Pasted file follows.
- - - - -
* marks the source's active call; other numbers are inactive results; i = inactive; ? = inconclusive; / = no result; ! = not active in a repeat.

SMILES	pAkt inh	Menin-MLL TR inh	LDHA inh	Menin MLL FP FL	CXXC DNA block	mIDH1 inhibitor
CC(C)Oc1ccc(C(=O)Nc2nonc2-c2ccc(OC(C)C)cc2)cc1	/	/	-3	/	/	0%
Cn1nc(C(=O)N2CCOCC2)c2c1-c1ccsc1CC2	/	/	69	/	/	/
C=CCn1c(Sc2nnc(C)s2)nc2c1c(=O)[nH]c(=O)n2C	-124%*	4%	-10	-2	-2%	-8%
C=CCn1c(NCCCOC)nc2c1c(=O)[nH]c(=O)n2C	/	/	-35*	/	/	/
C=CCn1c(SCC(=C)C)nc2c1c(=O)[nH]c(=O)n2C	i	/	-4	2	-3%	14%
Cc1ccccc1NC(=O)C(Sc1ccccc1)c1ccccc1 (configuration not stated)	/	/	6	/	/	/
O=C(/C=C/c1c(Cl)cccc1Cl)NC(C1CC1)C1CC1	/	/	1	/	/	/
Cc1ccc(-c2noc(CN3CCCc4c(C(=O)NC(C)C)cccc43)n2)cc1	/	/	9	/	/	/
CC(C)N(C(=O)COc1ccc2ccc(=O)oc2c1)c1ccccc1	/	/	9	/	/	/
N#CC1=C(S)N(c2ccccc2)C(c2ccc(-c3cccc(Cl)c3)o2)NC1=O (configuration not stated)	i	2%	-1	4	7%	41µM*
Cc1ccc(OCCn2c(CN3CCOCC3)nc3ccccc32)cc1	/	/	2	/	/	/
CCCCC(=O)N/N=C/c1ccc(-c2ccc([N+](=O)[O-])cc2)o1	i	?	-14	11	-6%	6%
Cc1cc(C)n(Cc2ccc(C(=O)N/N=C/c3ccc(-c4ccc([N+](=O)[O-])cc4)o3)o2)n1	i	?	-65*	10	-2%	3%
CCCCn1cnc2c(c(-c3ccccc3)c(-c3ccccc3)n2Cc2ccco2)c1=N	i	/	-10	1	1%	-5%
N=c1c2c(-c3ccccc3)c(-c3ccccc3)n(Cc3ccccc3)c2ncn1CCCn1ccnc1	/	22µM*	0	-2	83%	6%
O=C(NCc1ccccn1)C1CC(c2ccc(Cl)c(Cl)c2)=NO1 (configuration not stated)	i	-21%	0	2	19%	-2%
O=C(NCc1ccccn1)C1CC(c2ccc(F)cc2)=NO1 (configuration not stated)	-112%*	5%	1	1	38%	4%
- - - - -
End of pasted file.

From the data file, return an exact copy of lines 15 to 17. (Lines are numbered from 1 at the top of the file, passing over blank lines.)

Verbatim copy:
Cc1cc(C)n(Cc2ccc(C(=O)N/N=C/c3ccc(-c4ccc([N+](=O)[O-])cc4)o3)o2)n1	i	?	-65*	10	-2%	3%
CCCCn1cnc2c(c(-c3ccccc3)c(-c3ccccc3)n2Cc2ccco2)c1=N	i	/	-10	1	1%	-5%
N=c1c2c(-c3ccccc3)c(-c3ccccc3)n(Cc3ccccc3)c2ncn1CCCn1ccnc1	/	22µM*	0	-2	83%	6%